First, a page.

The first drug to treat severe cases of Covid-19 in the European Union has been given the green light, with the European Commission approving remdesivir on Friday.
"We will leave no stone unturned in our efforts to secure efficient treatments or vaccine against the coronavirus,” Stella Kyriakides, the EU's health commissioner, said in a statement.
It is the first time the EU's executive arm has granted the approval to a Covid-19 drug and was the last step for remdesivir to be given the full the go-ahead.
This decision follows a recommendation from the European Medicines Agency (EMA), which last week said that the drug - sold under the name Veklury - should be approved for treating Covid-19 patients over the age of 12 who require supplemental oxygen.
Remdesivir, manufactured by US biotech company Gilead Sciences, was originally developed as an Ebola treatment, but it had little effect.
Friday's approval comes shortly after the US government had announced an agreement with Gilead Sciences, according to which it bought up almost all of the drug supplies for the upcoming months. On Thursday, the European Commission said it was also in talks with the company to secure sufficient doses for the EU.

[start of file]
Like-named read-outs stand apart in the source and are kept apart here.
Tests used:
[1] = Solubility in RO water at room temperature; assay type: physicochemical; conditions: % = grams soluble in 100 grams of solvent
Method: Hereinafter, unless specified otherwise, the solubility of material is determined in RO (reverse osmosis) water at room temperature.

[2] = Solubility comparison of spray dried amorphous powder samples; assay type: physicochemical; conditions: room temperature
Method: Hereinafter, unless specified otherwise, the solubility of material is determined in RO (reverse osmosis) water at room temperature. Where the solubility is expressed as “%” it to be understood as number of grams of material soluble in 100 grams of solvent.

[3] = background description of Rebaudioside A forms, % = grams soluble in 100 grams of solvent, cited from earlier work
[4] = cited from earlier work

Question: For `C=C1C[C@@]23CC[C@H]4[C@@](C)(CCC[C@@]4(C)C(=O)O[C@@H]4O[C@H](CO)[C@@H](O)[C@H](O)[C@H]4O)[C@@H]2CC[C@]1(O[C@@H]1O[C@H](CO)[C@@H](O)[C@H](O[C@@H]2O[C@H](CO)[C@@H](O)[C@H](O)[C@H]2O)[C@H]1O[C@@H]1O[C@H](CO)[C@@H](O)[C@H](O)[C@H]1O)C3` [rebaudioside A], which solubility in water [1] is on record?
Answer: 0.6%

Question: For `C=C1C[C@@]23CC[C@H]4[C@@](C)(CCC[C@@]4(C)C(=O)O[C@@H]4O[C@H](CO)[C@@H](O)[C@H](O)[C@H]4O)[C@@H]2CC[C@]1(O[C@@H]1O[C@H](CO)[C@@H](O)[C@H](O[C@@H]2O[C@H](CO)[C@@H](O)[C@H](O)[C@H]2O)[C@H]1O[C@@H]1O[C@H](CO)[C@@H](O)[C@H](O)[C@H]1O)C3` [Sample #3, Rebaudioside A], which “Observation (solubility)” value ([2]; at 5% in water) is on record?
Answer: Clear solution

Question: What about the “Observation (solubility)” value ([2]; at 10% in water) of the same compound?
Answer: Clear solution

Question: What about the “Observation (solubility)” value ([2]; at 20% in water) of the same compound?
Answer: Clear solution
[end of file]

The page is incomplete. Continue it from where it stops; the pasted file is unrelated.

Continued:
But the effectiveness of the treatment remains uncertain. An international study at the end of April with over 1,000 participants showed that remdesivir could reduce the time needed for Covid-19 patients to recover from 15 to 11 days on average.
It also showed that mortality rates decreased slightly with the use of the drug, but not in a statistically significant way.
One Chinese scientific paper, meanwhile, reported no benefit of using remdesivir.
In coming weeks, the World Health Organization hopes to do a meta-analysis of ongoing and published studies.
To speed up the process of approval, the EMA began reviewing remdesivir on April 30 on a rolling basis. This means that the company will submit data as it becomes available.
Gilead submitted its official application for the limited approval of remdesivir on the European market in early June.
WHO calls for global solidarity
Amid discussions about which countries will be able to secure Covid-19 drugs for themselves, the WHO stressed the need for global solidarity.
"This is a test for all of humanity," Soumya Swaminathan, WHO chief scientist, said on Thursday.
Swaminathan also cautioned that clinical trials are still ongoing for the drug. "We don't know what the efficacy is," she said.
Hans Kluge, WHO's regional director for Europe, said last week that the continent had at the end of June seen the first increase in weekly cases in months.
The WHO European region covers 53 countries with a total of about 2.5 million cases.